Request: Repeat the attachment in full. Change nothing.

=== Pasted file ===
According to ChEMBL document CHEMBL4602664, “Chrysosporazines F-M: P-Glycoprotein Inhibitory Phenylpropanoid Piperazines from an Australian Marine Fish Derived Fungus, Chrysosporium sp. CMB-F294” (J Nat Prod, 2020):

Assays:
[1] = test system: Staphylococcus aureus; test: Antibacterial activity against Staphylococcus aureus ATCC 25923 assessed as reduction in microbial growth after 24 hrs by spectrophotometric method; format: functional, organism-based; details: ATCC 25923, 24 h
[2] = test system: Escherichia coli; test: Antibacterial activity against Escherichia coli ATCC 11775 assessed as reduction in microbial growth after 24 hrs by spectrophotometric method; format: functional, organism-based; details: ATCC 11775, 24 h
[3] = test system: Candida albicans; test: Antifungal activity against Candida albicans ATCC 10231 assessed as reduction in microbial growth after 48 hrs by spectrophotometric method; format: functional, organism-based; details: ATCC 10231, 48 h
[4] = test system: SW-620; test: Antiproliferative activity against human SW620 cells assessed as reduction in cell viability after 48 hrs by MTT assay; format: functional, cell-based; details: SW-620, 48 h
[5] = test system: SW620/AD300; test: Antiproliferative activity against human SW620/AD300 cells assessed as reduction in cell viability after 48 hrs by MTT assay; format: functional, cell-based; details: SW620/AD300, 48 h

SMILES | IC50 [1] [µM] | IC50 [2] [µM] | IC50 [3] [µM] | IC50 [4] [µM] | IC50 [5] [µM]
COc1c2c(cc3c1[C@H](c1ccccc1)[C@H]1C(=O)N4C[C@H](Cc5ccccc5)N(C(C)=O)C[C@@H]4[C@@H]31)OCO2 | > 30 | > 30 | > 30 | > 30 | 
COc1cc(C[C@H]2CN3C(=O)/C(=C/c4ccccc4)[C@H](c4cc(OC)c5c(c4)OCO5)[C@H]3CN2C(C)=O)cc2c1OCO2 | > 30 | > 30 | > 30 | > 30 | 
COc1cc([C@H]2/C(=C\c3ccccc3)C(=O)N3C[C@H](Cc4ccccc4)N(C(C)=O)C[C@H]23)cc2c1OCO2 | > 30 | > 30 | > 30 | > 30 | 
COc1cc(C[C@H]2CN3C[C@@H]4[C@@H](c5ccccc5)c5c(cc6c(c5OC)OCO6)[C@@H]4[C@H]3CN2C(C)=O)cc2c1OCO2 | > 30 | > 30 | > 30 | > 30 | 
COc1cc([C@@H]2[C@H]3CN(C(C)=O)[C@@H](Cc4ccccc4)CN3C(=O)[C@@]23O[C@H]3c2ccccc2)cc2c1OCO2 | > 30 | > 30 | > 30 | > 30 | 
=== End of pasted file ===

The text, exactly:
According to ChEMBL document CHEMBL4602664, “Chrysosporazines F-M: P-Glycoprotein Inhibitory Phenylpropanoid Piperazines from an Australian Marine Fish Derived Fungus, Chrysosporium sp. CMB-F294” (J Nat Prod, 2020):

Assays:
[1] = test system: Staphylococcus aureus; test: Antibacterial activity against Staphylococcus aureus ATCC 25923 assessed as reduction in microbial growth after 24 hrs by spectrophotometric method; format: functional, organism-based; details: ATCC 25923, 24 h
[2] = test system: Escherichia coli; test: Antibacterial activity against Escherichia coli ATCC 11775 assessed as reduction in microbial growth after 24 hrs by spectrophotometric method; format: functional, organism-based; details: ATCC 11775, 24 h
[3] = test system: Candida albicans; test: Antifungal activity against Candida albicans ATCC 10231 assessed as reduction in microbial growth after 48 hrs by spectrophotometric method; format: functional, organism-based; details: ATCC 10231, 48 h
[4] = test system: SW-620; test: Antiproliferative activity against human SW620 cells assessed as reduction in cell viability after 48 hrs by MTT assay; format: functional, cell-based; details: SW-620, 48 h
[5] = test system: SW620/AD300; test: Antiproliferative activity against human SW620/AD300 cells assessed as reduction in cell viability after 48 hrs by MTT assay; format: functional, cell-based; details: SW620/AD300, 48 h

SMILES | IC50 [1] [µM] | IC50 [2] [µM] | IC50 [3] [µM] | IC50 [4] [µM] | IC50 [5] [µM]
COc1c2c(cc3c1[C@H](c1ccccc1)[C@H]1C(=O)N4C[C@H](Cc5ccccc5)N(C(C)=O)C[C@@H]4[C@@H]31)OCO2 | > 30 | > 30 | > 30 | > 30 | 
COc1cc(C[C@H]2CN3C(=O)/C(=C/c4ccccc4)[C@H](c4cc(OC)c5c(c4)OCO5)[C@H]3CN2C(C)=O)cc2c1OCO2 | > 30 | > 30 | > 30 | > 30 | 
COc1cc([C@H]2/C(=C\c3ccccc3)C(=O)N3C[C@H](Cc4ccccc4)N(C(C)=O)C[C@H]23)cc2c1OCO2 | > 30 | > 30 | > 30 | > 30 | 
COc1cc(C[C@H]2CN3C[C@@H]4[C@@H](c5ccccc5)c5c(cc6c(c5OC)OCO6)[C@@H]4[C@H]3CN2C(C)=O)cc2c1OCO2 | > 30 | > 30 | > 30 | > 30 | 
COc1cc([C@@H]2[C@H]3CN(C(C)=O)[C@@H](Cc4ccccc4)CN3C(=O)[C@@]23O[C@H]3c2ccccc2)cc2c1OCO2 | > 30 | > 30 | > 30 | > 30 | 